One day, out of the blue, four and a half years ago, I became what our family calls “the designated child.” My parents were aging, yet still living in their huge home in Kentucky. The news came to me via e-mail on September 29 (my mom’s birthday; it was a gift to herself, I think). The e-mail stated, “We bit the bullet and are selling the house; we are moving to Michigan. When you come for Thanksgiving, you may take back with you whatever you want.” And thus began my journey of being the only child within miles and miles and miles and oceans to help my parents.
My role had been relatively easy until April 7, when my mom fell and fractured her pelvis. All of a sudden, I found myself making decisions in the ER; being an advocate for my mom at The Inn (an assisted living place), making sure my dad had food in the house he could eat, which amounted to frozen dinners (with much instruction) and cereal, sandwiches, and yogurt.
After a month, I found myself not only doing most everything for my parents (though I could only care for one parent at a time), but also living with them. At 60 I was living with my parents. I turned the light out for them at night and jumped up at any sound I heard. Fortunately, I wasn’t hearing many sounds and within a week I was able to return to my own bed, only to be up and back at their apartment with my parents every morning. The parade of nurses and therapists and appointments was daunting for all of us!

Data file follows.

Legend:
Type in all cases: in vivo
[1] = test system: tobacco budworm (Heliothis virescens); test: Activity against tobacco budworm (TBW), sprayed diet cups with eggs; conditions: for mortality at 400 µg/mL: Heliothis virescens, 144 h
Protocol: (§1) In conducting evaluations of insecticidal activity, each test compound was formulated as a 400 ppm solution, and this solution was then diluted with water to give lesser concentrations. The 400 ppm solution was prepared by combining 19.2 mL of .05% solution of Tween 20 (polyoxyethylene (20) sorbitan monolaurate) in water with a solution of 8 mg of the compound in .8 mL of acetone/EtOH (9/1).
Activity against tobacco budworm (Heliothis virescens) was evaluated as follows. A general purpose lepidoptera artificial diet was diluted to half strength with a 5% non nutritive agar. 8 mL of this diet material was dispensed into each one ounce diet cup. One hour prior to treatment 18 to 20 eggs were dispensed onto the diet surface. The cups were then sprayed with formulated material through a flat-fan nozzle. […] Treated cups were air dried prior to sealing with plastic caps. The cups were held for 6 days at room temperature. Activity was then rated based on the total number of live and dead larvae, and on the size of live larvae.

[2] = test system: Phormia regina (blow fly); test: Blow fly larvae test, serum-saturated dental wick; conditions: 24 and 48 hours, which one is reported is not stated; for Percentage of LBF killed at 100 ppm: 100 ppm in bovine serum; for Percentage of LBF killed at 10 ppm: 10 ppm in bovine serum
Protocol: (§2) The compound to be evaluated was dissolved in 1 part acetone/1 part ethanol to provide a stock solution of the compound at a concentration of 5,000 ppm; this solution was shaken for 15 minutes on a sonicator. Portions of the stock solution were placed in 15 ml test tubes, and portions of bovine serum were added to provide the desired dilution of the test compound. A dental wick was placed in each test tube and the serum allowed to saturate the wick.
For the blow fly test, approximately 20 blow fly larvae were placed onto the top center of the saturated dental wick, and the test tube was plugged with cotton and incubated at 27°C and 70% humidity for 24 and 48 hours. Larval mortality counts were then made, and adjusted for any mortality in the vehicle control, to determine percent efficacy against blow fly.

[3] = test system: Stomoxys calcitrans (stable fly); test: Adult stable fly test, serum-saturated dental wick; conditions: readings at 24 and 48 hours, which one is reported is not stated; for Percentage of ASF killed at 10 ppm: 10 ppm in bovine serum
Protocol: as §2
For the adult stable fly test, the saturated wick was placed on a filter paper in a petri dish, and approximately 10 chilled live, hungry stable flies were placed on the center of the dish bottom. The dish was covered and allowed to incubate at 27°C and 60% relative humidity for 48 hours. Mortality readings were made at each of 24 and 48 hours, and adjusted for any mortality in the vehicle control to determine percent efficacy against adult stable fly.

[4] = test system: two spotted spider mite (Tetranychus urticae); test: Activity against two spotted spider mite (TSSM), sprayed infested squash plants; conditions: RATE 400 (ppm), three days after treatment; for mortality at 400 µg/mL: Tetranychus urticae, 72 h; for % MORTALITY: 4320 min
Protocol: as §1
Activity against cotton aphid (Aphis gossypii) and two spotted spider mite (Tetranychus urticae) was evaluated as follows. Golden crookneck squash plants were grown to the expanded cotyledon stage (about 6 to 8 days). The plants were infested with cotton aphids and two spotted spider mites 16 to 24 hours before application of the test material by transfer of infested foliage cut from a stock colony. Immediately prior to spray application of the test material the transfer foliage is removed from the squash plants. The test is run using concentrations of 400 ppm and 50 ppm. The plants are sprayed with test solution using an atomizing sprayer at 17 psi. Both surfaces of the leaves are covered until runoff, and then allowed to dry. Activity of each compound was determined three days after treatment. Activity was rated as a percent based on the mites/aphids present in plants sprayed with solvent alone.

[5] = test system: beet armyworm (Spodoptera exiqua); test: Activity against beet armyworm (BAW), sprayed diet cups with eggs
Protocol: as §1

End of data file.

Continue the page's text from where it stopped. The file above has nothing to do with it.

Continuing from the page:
On May 13, my sister arrived from across the ocean. God’s timing. This trip had been planned since late winter and her arrival saved my sanity, as well as added more stress to my sanity. But she came in with guns blazing and played the “bad cop,” helping our parents learn new ways of doing things together.
My sister left a few days ago, two months after our mom fell. In that time, I had to learn who I was and who I am and who I can continue to be as the challenges are greater now. Who am I when their body fails them? I don’t know yet. Each day and each new issue makes me wonder more and search more and rest more in the good Lord. For only God and those who support me can walk this journey by my side.
I recently read a quote by Ram Dass, a spiritual leader who says “we’re all just walking each other home.” I love that! I think that’s where I might fit into the journey with my parents. I’m the designated child to help walk my parents home. May I be given the grace to do this well.
Editor’s Note: A Bittersweet Season, Caring for Our Aging Parents – and Ourselves by Jane Gross is an excellent resource for both adult children and their aging parents. It discusses the nitty-gritty of care (assisted living vs. nursing homes, Medicaid requirements, Medicare coverage, emotional and physical needs of an aging person will need taken care of, the frustrations and weariness of care-giving, along with the joy of traveling the end of life journey of a loved one.)